Sunday, May 2, 2010

A Riddle Wrapped in a Mystery Inside an Enigma

La Habitacion de Fermat (Fermat’s Room) – 2007

Four seeming disparate people – all capable mathematicians - are invited to a meeting far out in the Spanish countryside under the premise of solving a problem that has plagued mathematicians for centuries. But the invitation and the guests are not as they appear to be on the surface.

This is a fun little thriller written and directed by Luis Piedrahita and Rodrigo Sopena, and seen on the Sundance Channel. Once our group of four – Santi Milan as “Pascal,” Lluis Homar as “Hilbert,” Alejo Sauras as “Galois,” and Elena Ballesteros as “Oliva” (all given fake names after famous mathematicians) – gathers in a room at their destination, they find themselves having to solve various mathematical story problems - they call them “enigmas” – and they have some major incentive to do so: the four walls of the room all have been rigged with giant industrial presses which cause the walls to move in on the foursome, certain to crush them to death unless they can band together and figure out why the mysterious “Fermat” is doing this to them, and, more importantly, find a way out to freedom.

Fermat’s Room plays like a tight episode of the old Alfred Hitchcock Presents television series or the classic Twilight Zone, combined with a bit of Cube, the low budget sci-fi gem that was also shot primarily on one major set. The "enigmas" they are given to solve are very tricky; they are more problems of logic than simple (or even complex) math, but that doesn't detract from the movie one bit. (I'm still trying to figure out the one involving three boxes with anise seeds and mint seeds!)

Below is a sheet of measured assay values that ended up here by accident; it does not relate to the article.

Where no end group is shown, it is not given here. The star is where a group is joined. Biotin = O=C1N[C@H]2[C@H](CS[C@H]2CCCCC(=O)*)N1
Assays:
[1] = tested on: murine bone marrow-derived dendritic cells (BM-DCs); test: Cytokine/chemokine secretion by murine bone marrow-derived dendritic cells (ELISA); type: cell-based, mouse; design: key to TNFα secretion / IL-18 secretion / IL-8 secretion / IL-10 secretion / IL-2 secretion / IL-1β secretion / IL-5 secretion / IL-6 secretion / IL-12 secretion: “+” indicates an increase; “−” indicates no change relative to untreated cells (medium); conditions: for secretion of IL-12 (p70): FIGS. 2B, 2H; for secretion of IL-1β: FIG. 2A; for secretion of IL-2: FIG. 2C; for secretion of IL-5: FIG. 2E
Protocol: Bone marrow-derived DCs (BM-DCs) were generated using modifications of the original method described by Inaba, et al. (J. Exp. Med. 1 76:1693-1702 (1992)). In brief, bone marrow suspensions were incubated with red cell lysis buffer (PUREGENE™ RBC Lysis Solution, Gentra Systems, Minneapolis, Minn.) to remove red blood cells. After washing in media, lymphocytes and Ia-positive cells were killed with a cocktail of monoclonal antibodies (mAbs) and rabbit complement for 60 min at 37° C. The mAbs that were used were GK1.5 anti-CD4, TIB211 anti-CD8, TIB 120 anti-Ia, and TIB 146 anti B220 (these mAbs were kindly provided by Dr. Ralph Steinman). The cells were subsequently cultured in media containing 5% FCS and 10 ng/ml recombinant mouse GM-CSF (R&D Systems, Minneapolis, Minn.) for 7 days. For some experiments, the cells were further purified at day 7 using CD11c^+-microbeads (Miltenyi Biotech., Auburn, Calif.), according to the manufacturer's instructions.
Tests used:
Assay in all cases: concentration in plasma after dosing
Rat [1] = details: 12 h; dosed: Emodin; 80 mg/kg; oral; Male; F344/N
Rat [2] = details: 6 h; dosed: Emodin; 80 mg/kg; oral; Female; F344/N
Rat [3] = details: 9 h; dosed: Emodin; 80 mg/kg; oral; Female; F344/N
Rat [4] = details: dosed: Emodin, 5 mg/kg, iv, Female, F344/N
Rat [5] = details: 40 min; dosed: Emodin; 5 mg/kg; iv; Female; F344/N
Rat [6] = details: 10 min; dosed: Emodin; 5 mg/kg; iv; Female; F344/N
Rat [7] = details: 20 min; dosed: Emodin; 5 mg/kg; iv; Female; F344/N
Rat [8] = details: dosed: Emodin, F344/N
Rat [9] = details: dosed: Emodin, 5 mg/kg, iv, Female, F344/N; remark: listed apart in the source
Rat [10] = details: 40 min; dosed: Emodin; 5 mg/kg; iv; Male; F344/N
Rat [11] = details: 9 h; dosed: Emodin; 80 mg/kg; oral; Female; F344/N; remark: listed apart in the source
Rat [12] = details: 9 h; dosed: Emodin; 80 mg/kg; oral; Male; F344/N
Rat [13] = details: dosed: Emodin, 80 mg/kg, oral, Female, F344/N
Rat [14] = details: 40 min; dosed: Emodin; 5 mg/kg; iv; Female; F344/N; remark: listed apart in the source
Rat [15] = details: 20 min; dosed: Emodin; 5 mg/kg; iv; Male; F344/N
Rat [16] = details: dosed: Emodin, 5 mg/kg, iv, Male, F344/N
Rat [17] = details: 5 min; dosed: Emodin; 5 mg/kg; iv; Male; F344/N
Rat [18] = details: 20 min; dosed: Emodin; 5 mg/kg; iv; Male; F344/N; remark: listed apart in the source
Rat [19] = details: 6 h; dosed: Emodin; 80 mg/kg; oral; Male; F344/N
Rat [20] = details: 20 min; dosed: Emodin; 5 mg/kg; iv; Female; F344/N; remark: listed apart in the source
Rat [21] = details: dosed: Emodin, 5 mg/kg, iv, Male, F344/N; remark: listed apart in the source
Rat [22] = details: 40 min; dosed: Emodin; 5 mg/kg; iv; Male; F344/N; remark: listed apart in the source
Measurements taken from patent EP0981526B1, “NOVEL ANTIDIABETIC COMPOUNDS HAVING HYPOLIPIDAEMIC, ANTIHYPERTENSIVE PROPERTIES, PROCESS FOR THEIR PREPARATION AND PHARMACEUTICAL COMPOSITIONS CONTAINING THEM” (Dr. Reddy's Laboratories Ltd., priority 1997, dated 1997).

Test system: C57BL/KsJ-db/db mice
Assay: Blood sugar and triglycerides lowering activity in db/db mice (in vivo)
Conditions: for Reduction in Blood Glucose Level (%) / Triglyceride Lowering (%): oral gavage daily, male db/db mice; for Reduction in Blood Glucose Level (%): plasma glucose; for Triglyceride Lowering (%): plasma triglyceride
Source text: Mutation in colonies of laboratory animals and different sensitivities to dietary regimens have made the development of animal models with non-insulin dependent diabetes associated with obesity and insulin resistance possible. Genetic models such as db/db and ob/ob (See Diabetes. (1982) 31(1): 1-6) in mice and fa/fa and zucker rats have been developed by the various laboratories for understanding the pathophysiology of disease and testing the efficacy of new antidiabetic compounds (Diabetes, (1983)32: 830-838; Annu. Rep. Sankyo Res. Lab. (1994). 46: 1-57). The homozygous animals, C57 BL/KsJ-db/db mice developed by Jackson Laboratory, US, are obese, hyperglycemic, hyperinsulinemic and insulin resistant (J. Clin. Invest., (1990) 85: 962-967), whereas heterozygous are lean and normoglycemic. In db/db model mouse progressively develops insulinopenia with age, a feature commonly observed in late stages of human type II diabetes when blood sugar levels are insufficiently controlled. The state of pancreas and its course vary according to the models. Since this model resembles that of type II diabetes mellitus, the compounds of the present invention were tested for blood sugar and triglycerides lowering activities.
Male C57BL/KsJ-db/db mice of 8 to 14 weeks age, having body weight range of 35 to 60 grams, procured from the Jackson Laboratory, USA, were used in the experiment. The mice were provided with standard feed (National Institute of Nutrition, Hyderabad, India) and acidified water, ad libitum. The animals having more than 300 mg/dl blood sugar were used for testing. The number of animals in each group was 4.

It has strong performances across the board. Sauras, as the hip young mathematics poster boy, looks like an older Jonas Brother. Ballesteros has a bit of an Audrey Hepburn air about her, and an understated sexiness that combines with her intelligence to make her very desirable. The premise is intriguing (between this movie and Pi, never say math isn't sexy enough to sell tickets), solid production design on a lower budget (pay attention to the wall paper in the room!), and even some neat digital effects work in one sequence.

I’ve seen two great Spanish films on Sundance Channel now – this one and Before the Fall (aka Tres Dias) - and I hope they continue this tradition of showcasing interesting foreign indie movies, as well as American indies.

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